It's a shame we don't see more open-world games set in the sweeping dunes of a great desert, and yet Atlas Fallen embraces this setting stylishly – bringing plenty of new ideas to the table, including a sand slide move that replaces the traditional sprint and quickly makes me feel like I’m back playing Journey again as I pave my way through Atlas Fallen’s golden oasis of destruction. That’s saying nothing of the unique combat system which has me darting around mid-air between explosive attacks that often leave my foes shattered into a thousand bits of sand and crystal dust, and I do mean that literally! Granted, the demo build I spent several hours testing didn’t always feel as smooth as I’d have hoped, and I couldn’t figure out whether it was my ultrawide monitor or something in my PC causing random slowdowns and frame drops at inopportune moments, but I found it difficult to walk away from my overall experience with Atlas Fallen without remaining curious and excited for what’s to come when it finally launches on May 16 in a, hopefully, more stable state.
Atlas Fallen centers around your own custom character who has come into possession of a magical gauntlet, an important piece of gear that's central to its post-apocalyptic story. I really enjoyed the pacing here: a quick cutscene explains why the world is in its present state, you're introduced to each major element of gameplay, and then it's right to the action. Atlas Fallen deftly explained everything I needed to know during the first few minutes of play, and its early tutorials also served the purpose of bonding me with Nyaal, the mysterious entity living inside my powerful and legendary gauntlet.
Atlas Fallen – Gamescom 2022
Once I got myself out into the sun-baked world where Atlas Fallen takes place, I was quickly making my way through the sand, which looks gorgeously accurate as bits of particulate fly around in every direction in response to my movements. Movement is one of the best parts of Atlas Fallen, and there are plenty of different ways to get around. For instance, the Raise ability lets you lift platforms and other buried points of interest out of the sand, whereas you can Air Dash to give yourself an extra forward mid-air boost after you've expended both of your jumps.
Movement is one of the best parts of Atlas Fallen, and there are plenty of different ways to get around.
This seamless open world absolutely wants to be explored, though I didn't see too much of it beyond areas surrounding the first village, Castrum VII, which itself is loaded with quests to complete and NPCs to speak to – each with their own backstories and interesting dialogue. I also made a point of saving up and buying the first set of armor sold by the merchant in town, and it's cool that such a clear indicator of progress was laid out to me early on; giving me a reason to go out and do quests, hunt, and explore while saving up my currency toward a clear upgrade that actually paid off in combat.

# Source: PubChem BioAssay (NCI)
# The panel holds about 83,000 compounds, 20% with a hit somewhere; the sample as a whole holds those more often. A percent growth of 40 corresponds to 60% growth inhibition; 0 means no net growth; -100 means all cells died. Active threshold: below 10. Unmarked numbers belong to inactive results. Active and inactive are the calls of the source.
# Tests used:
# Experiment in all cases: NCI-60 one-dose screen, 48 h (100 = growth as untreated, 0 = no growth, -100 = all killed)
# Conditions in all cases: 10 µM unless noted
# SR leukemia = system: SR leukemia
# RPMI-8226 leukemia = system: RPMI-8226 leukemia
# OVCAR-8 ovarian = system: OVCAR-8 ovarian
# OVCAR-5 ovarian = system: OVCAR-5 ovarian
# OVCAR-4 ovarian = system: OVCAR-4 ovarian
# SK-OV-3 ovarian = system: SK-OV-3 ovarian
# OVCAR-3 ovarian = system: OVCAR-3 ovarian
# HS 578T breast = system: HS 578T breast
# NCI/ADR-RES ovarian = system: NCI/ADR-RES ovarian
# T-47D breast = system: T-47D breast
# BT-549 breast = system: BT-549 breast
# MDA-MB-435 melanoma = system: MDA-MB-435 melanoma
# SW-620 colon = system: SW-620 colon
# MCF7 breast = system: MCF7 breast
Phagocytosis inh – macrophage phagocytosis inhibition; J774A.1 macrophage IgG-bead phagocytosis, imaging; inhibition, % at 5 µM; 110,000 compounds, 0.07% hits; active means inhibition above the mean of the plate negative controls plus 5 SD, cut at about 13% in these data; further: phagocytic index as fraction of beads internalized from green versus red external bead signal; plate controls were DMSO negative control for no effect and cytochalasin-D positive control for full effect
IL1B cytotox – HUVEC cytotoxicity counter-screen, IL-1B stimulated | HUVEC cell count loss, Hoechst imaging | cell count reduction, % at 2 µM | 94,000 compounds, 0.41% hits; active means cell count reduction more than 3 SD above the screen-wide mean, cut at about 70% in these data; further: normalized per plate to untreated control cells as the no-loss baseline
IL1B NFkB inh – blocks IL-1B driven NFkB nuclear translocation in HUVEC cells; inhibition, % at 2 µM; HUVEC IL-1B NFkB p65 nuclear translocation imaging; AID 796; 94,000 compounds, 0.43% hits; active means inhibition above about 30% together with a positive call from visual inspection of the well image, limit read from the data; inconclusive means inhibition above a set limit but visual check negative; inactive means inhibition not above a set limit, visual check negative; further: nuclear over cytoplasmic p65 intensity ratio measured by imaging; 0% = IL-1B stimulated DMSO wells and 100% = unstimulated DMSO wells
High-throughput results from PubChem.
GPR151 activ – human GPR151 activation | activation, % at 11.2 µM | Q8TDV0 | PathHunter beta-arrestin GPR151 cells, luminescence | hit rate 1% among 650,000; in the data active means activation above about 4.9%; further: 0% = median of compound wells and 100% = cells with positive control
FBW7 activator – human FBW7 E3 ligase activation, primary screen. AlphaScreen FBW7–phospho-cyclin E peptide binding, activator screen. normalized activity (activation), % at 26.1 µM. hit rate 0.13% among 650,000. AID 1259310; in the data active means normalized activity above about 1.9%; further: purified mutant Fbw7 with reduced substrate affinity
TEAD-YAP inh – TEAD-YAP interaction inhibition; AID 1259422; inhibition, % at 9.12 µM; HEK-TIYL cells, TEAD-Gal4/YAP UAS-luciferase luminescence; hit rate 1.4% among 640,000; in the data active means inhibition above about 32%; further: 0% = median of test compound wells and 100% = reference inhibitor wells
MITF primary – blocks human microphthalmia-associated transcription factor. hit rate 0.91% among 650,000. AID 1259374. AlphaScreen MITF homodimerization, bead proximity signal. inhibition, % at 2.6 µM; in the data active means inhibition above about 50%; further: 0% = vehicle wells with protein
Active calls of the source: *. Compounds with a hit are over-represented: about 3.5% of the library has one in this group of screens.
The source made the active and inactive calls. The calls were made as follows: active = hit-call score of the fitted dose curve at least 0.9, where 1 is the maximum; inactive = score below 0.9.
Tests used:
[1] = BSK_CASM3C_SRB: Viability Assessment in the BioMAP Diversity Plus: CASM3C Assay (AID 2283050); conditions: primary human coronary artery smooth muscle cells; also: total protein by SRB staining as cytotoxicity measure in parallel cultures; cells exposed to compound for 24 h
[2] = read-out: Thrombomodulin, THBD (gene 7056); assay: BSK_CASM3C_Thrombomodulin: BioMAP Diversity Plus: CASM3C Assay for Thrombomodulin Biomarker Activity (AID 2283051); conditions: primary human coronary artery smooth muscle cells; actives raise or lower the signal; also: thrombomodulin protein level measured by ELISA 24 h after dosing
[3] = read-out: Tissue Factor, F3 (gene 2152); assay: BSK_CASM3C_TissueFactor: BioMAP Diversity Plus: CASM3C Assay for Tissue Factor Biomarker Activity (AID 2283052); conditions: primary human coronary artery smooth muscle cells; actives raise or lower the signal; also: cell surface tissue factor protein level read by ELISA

Atlas Fallen Screenshots (March 2023)
The open world is also littered with stuff to find, like loose crafting resources and wildlife. I was delighted to find that if I observed an animal from a distance, it would gradually lead me toward treasure with golden footsteps, turning completely gold once it had found a suitable digging spot. There's also a friendly traveling merchant who wanders the desert, and it's so neat to be able to identify him from a distance by his ornate flying kite.
The open world is also littered with stuff to find, like loose crafting resources and wildlife.
Atlas Fallen features action combat that is both visually entertaining and challenging, rewarding me for thinking tactically while I juggle my Essence stone abilities and my Momentum bar. The way it works is, as I unleash my basic attacks with my transforming axe and sword weapons, my Momentum gauge fills up, unlocking Essence abilities of ascending tiers to use in battle with the caveat that I am easier to deal damage to if my Momentum bar gets too high. It can feel exceptionally good once you get into a groove, but it’s also where I ran into my aforementioned framerate drops and performance issues that ground the action to a halt, even causing me to die a few times during tougher battles.
But when it works, it works really well. Interesting enemy designs keep me on my feet, like the Diver which dives into the ground and reappears at random – and the heavily-armored, crab-analog Shellbasher that requires me to parry in perfect synchronization with its pounding pincer attacks, strategizing my bigger attacks to hit its vulnerable spots at just the right moments to do the most damage. My arsenal is enhanced by the addition of a Shatter ability that can be activated by pressing both gamepad triggers at exactly the same time when my Momentum bar is sufficiently filled up, unleashing a massive hammer attack that freezes and shatters any opponent who gets in the way of it. This is quite the spectacle on-screen, giving justice to the wild array of sand effects going off at once as the whirling storm of weapons and movements displace sand in all directions.